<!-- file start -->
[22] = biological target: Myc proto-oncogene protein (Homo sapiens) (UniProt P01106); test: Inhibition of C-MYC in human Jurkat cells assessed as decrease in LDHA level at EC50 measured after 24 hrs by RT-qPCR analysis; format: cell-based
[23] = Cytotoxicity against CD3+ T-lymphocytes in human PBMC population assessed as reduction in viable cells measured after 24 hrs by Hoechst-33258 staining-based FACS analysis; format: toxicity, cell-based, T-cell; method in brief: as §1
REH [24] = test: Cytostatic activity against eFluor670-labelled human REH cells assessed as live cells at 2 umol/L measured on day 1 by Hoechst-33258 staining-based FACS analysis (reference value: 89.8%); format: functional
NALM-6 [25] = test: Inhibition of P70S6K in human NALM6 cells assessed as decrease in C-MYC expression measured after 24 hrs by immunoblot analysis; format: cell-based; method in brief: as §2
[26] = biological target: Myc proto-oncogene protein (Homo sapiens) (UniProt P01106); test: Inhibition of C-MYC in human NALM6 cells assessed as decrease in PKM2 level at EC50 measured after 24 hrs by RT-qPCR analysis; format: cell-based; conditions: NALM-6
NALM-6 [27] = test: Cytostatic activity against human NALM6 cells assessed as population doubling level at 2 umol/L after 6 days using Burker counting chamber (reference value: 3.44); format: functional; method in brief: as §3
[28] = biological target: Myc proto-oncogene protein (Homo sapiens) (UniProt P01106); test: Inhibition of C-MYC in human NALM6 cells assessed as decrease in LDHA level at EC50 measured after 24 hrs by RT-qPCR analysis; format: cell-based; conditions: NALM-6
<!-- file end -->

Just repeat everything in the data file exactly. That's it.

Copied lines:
[22] = biological target: Myc proto-oncogene protein (Homo sapiens) (UniProt P01106); test: Inhibition of C-MYC in human Jurkat cells assessed as decrease in LDHA level at EC50 measured after 24 hrs by RT-qPCR analysis; format: cell-based
[23] = Cytotoxicity against CD3+ T-lymphocytes in human PBMC population assessed as reduction in viable cells measured after 24 hrs by Hoechst-33258 staining-based FACS analysis; format: toxicity, cell-based, T-cell; method in brief: as §1
REH [24] = test: Cytostatic activity against eFluor670-labelled human REH cells assessed as live cells at 2 umol/L measured on day 1 by Hoechst-33258 staining-based FACS analysis (reference value: 89.8%); format: functional
NALM-6 [25] = test: Inhibition of P70S6K in human NALM6 cells assessed as decrease in C-MYC expression measured after 24 hrs by immunoblot analysis; format: cell-based; method in brief: as §2
[26] = biological target: Myc proto-oncogene protein (Homo sapiens) (UniProt P01106); test: Inhibition of C-MYC in human NALM6 cells assessed as decrease in PKM2 level at EC50 measured after 24 hrs by RT-qPCR analysis; format: cell-based; conditions: NALM-6
NALM-6 [27] = test: Cytostatic activity against human NALM6 cells assessed as population doubling level at 2 umol/L after 6 days using Burker counting chamber (reference value: 3.44); format: functional; method in brief: as §3
[28] = biological target: Myc proto-oncogene protein (Homo sapiens) (UniProt P01106); test: Inhibition of C-MYC in human NALM6 cells assessed as decrease in LDHA level at EC50 measured after 24 hrs by RT-qPCR analysis; format: cell-based; conditions: NALM-6